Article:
Meeting the aims of the PER initiative involves a three-phase approach.

Phase 1 involves the sharing of knowledge and best practices between CMU and KAU. For example, from one perspective, enrolment of women into cyber disciplines is currently higher at KAU than at CMU. It is hoped that KAU partners will effectively share knowledge that will facilitate improvements to the recruitment of women into cybersecurity degree programmes at CMU. Conversely, CMU has particular expertise in providing competition-based learning for female undergraduates, and this knowledge will be shared with KAU partners. Of particular note is the skills and knowledge required to offer Capture the Flag (CTF) training programmes; that is, a type of cybersecurity training in which participants compete to identify ‘flags’ hidden in computer programmes, websites, and networks. Through the initiative, the team have delivered three joint-CTF events open to students from both CMU and KAU, and one competition event.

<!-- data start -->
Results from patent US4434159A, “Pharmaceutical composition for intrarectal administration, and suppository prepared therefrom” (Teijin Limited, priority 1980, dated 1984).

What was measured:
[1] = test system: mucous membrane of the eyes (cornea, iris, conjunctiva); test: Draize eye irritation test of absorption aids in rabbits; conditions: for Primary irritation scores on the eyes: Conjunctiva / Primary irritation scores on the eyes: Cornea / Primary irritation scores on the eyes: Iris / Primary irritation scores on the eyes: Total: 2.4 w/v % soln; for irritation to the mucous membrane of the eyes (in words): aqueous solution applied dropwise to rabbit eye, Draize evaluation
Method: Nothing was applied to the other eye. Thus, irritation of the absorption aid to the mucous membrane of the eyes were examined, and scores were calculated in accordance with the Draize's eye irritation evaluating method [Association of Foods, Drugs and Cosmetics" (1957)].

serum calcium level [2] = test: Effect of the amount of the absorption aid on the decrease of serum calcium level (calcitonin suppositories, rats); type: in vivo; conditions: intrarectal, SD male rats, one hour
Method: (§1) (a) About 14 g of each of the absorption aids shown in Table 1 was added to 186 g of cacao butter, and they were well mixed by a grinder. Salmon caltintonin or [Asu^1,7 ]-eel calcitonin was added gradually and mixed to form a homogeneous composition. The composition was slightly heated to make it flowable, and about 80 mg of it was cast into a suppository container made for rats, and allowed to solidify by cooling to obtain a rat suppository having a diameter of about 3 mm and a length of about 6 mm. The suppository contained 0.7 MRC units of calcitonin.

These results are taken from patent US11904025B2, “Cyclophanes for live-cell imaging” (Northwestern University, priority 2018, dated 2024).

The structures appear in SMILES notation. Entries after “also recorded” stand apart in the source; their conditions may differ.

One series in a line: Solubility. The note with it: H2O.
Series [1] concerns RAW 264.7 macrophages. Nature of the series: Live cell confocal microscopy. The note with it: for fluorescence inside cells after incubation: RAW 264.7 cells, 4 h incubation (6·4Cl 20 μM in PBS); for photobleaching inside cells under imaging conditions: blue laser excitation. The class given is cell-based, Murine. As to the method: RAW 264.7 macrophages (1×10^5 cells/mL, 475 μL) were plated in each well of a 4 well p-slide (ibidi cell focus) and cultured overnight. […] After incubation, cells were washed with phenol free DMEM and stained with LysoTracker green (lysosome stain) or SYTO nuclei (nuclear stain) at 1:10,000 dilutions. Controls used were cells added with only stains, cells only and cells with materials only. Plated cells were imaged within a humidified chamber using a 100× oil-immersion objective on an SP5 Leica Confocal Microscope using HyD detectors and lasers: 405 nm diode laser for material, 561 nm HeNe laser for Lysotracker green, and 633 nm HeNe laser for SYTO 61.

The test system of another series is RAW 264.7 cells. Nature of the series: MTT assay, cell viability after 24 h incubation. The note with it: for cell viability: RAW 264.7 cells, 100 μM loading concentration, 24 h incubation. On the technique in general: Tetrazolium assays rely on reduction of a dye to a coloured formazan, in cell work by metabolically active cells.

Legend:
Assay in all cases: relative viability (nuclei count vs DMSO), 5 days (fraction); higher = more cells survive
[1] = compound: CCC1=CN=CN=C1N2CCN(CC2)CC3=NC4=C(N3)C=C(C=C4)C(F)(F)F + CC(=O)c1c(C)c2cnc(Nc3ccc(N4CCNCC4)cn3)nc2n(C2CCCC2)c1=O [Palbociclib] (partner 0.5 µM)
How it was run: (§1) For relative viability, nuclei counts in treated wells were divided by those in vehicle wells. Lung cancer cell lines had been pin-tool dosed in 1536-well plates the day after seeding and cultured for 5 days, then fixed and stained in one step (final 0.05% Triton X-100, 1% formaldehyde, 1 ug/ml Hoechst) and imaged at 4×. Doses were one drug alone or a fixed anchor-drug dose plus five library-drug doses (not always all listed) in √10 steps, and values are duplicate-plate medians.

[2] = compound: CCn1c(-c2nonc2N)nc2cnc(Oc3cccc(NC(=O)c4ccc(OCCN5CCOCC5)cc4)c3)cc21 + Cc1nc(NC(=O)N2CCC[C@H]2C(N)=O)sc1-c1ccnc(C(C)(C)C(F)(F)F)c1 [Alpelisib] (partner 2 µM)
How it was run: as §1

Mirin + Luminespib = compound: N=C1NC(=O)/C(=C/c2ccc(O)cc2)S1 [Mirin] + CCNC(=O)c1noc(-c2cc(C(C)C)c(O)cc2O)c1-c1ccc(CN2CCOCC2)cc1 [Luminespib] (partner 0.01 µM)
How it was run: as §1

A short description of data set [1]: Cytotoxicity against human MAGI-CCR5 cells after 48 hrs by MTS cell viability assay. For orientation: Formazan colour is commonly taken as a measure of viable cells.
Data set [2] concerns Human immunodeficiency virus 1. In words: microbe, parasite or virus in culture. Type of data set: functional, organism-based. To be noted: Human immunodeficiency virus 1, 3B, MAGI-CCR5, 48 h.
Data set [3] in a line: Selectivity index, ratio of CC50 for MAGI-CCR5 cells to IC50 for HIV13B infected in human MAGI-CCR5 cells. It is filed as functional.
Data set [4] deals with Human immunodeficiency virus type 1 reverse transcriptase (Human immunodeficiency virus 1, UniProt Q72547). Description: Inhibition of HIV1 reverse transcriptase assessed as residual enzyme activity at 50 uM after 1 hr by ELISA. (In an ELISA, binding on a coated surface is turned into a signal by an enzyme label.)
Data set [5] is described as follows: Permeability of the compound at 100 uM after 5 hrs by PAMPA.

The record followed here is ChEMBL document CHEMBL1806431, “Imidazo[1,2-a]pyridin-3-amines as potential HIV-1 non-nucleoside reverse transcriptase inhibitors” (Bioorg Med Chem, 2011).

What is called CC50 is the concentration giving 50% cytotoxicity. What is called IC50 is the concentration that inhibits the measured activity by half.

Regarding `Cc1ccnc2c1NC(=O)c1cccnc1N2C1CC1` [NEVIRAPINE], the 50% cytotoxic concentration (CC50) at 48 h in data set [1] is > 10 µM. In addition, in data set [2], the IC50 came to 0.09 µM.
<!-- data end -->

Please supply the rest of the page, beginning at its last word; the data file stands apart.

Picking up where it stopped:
Phase 2 of PER is focused on research. Firstly, this includes establishing a framework and networks for research collaboration among project members at CMU and KAU. An essential part of this framework will be taking advantage of the various national and international funding opportunities open to the project participants. Secondly, PER Project established a joint PhD collaboration with research supervision of enrolled students from academics at both CMU and KAU. Together, these research activities will create new knowledge, economically benefit both the host institutions and their host countries, and result in the establishment of joint intellectual property rights.